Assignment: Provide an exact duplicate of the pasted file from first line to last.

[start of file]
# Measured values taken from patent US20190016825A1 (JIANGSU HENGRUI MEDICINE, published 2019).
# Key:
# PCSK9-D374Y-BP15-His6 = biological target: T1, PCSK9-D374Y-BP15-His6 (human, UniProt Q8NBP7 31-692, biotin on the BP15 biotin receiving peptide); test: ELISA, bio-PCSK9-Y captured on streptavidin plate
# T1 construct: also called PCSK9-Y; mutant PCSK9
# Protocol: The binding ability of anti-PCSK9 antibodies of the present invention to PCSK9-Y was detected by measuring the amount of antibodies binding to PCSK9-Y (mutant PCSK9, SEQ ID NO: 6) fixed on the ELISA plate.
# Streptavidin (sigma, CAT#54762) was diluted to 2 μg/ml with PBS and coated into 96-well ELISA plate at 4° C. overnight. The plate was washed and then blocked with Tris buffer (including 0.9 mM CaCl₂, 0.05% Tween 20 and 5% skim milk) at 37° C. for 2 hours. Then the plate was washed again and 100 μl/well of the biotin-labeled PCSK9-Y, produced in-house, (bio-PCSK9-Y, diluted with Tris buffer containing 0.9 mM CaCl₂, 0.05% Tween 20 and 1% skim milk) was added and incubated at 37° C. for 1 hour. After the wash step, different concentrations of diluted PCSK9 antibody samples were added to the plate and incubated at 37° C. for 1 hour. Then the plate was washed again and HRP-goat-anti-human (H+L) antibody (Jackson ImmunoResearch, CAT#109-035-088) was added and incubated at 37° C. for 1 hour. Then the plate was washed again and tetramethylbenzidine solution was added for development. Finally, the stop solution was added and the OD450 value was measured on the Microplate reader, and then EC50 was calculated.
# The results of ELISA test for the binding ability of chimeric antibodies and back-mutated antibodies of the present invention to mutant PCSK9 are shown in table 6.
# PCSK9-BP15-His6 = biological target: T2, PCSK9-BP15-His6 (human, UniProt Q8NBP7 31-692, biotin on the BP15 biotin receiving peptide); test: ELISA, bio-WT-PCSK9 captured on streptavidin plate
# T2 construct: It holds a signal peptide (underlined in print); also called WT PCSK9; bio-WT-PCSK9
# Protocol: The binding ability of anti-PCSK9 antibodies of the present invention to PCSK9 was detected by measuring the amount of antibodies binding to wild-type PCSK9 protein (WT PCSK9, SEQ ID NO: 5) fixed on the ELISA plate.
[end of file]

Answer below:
# Measured values taken from patent US20190016825A1 (JIANGSU HENGRUI MEDICINE, published 2019).
# Key:
# PCSK9-D374Y-BP15-His6 = biological target: T1, PCSK9-D374Y-BP15-His6 (human, UniProt Q8NBP7 31-692, biotin on the BP15 biotin receiving peptide); test: ELISA, bio-PCSK9-Y captured on streptavidin plate
# T1 construct: also called PCSK9-Y; mutant PCSK9
# Protocol: The binding ability of anti-PCSK9 antibodies of the present invention to PCSK9-Y was detected by measuring the amount of antibodies binding to PCSK9-Y (mutant PCSK9, SEQ ID NO: 6) fixed on the ELISA plate.
# Streptavidin (sigma, CAT#54762) was diluted to 2 μg/ml with PBS and coated into 96-well ELISA plate at 4° C. overnight. The plate was washed and then blocked with Tris buffer (including 0.9 mM CaCl₂, 0.05% Tween 20 and 5% skim milk) at 37° C. for 2 hours. Then the plate was washed again and 100 μl/well of the biotin-labeled PCSK9-Y, produced in-house, (bio-PCSK9-Y, diluted with Tris buffer containing 0.9 mM CaCl₂, 0.05% Tween 20 and 1% skim milk) was added and incubated at 37° C. for 1 hour. After the wash step, different concentrations of diluted PCSK9 antibody samples were added to the plate and incubated at 37° C. for 1 hour. Then the plate was washed again and HRP-goat-anti-human (H+L) antibody (Jackson ImmunoResearch, CAT#109-035-088) was added and incubated at 37° C. for 1 hour. Then the plate was washed again and tetramethylbenzidine solution was added for development. Finally, the stop solution was added and the OD450 value was measured on the Microplate reader, and then EC50 was calculated.
# The results of ELISA test for the binding ability of chimeric antibodies and back-mutated antibodies of the present invention to mutant PCSK9 are shown in table 6.
# PCSK9-BP15-His6 = biological target: T2, PCSK9-BP15-His6 (human, UniProt Q8NBP7 31-692, biotin on the BP15 biotin receiving peptide); test: ELISA, bio-WT-PCSK9 captured on streptavidin plate
# T2 construct: It holds a signal peptide (underlined in print); also called WT PCSK9; bio-WT-PCSK9
# Protocol: The binding ability of anti-PCSK9 antibodies of the present invention to PCSK9 was detected by measuring the amount of antibodies binding to wild-type PCSK9 protein (WT PCSK9, SEQ ID NO: 5) fixed on the ELISA plate.